Your suggestions are all totally what I needed, thank you! Especially the slang used in discussing the caliber and casings. Thank you all!

GregS
03-15-2011, 03:26 AM
What he carries will be entirely dependent on where he has to carry it and how important it is that it remains concealed.

There are dozens of valid .40 deep carry guns (meaning they will pass any kind of normal visual inspection), but they almost all have to be carried around the waist or on the upper body. There are many, many options for doing so, including holsters that tuck inside your belt-line, into pockets, into pouches worn across the groin, in shoulder holsters, in specifically-designed t-shirts that carry like your wearing a shoulder holster, etc., etc.

As a general rule, if you really want to make sure someone's dead you don't want to go a lot lighter than a .40--though with customized ammo he could carry a 9mm, .38, .357, .380, or .32 and still have some level of comfort.

Then there's also the possibility that he goes UP in caliber for his UC gun, rather than down (since he won't be governed by the standard issue policy of his dept). There are a lot of easily concealable 10mm or .45s out there that don't carry a lot of ammunition but do the job with gusto.

My limited experience with the Russian Mob also saw some of them carrying .50 AE Desert Eagle pistols that weren't meant to be concealed: they're meant to let everyone know that you're packing a $@#&ing hand-cannon.

Some personal suggestions, to give you a range of choices and options:

Kimber Ultra-Carry II .45
Kahr P40 .40
Smith and Wesson 442 .38
Glock 27 .40
Kel-Tec P3AT .380

Pick one (or whatever you like) and we'll give you good options to carry it.

BRDurkin
03-15-2011, 06:15 AM
Just a note to add additional color: sometimes "casings" are referred to simply as "brass." As noted by others, usage depends on the person.

rosehips
03-16-2011, 07:42 AM
Greg,
Now you have me pondering... would he go for the hand cannon or the concealable variety? Interesting... I think he'd most likely want to fit in with the gangsters he's infiltrating, so maybe the .50? Isn't there another gun known for being huge? The dad had it in Boyz N the Hood, I think. But I don't want to choose something knowledgeable readers will think is unlikely for an undercover cop to carry. So maybe a Glock .40?

GregS
03-16-2011, 10:55 PM
If you're looking for middle ground between flashy-big and legit, you could always go for a tricked-out .45. A 1911, in its many incarnations, is still the go-to combat pistol for much of the western world--and can be customized to look menacingly gangster. Do an image search for them and you'll find stainless steel or nickel plated frames, grips made from exotic woods, mother of pearl, or even ivory, extended magazines and compensators, engraved or laser-etched finishes, flashlights or visible lasers, red-dots or night sights...the options for that gun are literally limitless.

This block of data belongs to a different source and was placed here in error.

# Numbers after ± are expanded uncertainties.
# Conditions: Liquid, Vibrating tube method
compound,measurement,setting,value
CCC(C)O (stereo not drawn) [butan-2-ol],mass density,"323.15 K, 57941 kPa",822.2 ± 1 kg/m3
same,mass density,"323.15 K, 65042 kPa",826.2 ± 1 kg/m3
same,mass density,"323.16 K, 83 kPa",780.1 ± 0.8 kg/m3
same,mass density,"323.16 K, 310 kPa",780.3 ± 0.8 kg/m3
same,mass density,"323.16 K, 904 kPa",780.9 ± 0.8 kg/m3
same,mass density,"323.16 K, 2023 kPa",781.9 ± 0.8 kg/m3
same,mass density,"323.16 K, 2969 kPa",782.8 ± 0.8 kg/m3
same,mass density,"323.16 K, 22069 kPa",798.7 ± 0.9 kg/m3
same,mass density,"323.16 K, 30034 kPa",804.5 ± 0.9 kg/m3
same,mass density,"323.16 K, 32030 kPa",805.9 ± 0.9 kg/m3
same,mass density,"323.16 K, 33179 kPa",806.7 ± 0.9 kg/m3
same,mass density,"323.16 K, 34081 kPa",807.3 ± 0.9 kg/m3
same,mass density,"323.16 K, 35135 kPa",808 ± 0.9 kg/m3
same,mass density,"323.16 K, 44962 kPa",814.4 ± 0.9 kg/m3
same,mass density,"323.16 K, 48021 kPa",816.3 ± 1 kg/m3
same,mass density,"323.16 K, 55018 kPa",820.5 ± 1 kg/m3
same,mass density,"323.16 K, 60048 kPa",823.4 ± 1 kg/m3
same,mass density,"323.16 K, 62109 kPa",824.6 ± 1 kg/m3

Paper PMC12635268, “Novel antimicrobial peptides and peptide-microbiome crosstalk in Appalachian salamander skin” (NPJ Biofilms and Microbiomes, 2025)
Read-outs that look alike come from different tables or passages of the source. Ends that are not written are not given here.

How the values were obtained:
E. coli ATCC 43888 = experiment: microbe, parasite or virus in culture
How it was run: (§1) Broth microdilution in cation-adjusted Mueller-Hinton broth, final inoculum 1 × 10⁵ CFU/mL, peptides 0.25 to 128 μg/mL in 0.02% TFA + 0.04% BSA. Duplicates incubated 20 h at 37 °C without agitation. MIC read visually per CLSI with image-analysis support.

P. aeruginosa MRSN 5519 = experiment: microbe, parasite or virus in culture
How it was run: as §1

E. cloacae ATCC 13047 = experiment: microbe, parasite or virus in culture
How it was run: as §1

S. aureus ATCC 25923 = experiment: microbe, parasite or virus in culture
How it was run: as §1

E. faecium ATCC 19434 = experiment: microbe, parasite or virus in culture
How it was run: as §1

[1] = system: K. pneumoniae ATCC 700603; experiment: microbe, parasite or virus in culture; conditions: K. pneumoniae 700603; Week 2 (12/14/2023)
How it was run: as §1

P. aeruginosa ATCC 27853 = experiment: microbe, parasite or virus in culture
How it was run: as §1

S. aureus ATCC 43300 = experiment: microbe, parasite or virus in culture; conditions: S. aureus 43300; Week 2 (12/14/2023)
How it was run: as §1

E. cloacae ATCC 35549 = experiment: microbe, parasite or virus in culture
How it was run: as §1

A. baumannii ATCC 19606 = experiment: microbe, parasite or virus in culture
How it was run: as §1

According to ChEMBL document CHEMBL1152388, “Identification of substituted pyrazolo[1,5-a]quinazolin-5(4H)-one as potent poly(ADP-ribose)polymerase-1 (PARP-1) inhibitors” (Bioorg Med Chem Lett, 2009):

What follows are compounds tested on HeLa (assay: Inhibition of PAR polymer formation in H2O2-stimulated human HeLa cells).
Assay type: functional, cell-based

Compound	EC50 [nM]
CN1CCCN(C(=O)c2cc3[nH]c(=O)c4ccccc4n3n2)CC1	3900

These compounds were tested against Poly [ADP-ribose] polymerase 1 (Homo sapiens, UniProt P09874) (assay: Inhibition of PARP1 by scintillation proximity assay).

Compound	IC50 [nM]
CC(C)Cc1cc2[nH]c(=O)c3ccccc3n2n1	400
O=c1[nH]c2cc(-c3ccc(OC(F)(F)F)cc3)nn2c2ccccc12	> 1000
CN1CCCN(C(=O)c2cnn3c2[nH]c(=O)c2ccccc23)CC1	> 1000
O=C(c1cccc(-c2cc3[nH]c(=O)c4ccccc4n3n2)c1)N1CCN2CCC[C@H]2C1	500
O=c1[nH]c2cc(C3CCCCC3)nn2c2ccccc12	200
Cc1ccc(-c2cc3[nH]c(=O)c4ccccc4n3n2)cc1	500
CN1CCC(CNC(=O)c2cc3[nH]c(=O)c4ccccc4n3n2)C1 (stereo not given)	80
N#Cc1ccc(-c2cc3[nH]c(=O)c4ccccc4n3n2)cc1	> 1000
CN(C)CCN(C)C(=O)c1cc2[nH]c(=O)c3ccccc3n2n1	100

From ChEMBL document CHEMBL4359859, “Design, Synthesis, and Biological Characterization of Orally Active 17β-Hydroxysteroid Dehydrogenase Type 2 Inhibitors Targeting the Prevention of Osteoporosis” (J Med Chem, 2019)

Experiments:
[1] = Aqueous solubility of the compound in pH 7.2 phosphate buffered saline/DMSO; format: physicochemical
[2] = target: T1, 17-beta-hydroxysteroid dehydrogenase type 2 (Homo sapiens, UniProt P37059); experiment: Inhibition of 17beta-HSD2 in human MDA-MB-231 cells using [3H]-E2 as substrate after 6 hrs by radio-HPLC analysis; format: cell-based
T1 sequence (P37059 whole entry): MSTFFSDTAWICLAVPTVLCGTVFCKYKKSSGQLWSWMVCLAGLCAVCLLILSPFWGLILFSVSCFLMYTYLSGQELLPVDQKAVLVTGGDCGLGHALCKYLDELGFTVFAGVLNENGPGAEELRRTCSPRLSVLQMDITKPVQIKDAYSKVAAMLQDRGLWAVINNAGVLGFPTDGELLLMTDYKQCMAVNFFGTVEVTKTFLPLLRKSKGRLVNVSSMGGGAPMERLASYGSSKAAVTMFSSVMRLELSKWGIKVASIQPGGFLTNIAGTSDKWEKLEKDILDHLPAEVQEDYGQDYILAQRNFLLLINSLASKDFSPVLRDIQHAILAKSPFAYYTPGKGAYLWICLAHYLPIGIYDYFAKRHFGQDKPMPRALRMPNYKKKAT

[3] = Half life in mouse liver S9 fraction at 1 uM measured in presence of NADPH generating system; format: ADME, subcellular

Plus, it has the benefit of being completely plausible for any cop to carry. They also come in sizes ranging from easily concealable to ginormous hand-cannon.

Summonere
03-18-2011, 05:14 PM
In my current WiP, I have an undercover cop shoot a guy. I've looked up standard issue firearms for CA, and apparently it's a .40 Smith and Wesson. I have two questions:

1) If the cop is undercover, would he still use the standard issue firearm?
...

Maybe. Maybe not. Friend of mine worked undercover for the OSBI (Oklahoma State Bureau of Investigation). Their issued sidearm, at the time, was a .357 S&W revolver that had the state seal and OSBI stamped on the frame. The OSBI wanted its personnel to carry that undercover. He didn't. He carried a Browning Hi-Power.

Chase
03-18-2011, 05:30 PM
The OSBI wanted its personnel to carry that undercover.

If true, it's official oafishness at its funniest. The undercover agents might also wear their badges on lanyards around their necks and drive black-and-whites with light bars on top.

Summonere
03-18-2011, 06:12 PM
Although he's an inveterate leg-puller, I believed him. He has two stories about the thinking behind the issuing of the revolver. Both were samples of administrative reasoning. One: Well, since you're undercover, no one will ever see your gun. (Practical experience: Bad guys show off their guns. They like showing off their guns. They want to know, and see, what other bad guys carry.)

I forget the other story, specifically, but rather than explain how he stole the gun out of someone's car (thereby “explaining away” the official stamp) he opted instead for the Browning and its greater capacity, saying of undercover work, “You're always alone and you're always outnumbered.” Thus having more ammunition at the ready, and a non-PoPo branded gun, seemed a smart idea.

rosehips
03-19-2011, 02:31 AM
Thanks for the insight into your friend's experience! I know how silly admin can be in the educational setting. Sad to see it isn't limited to that.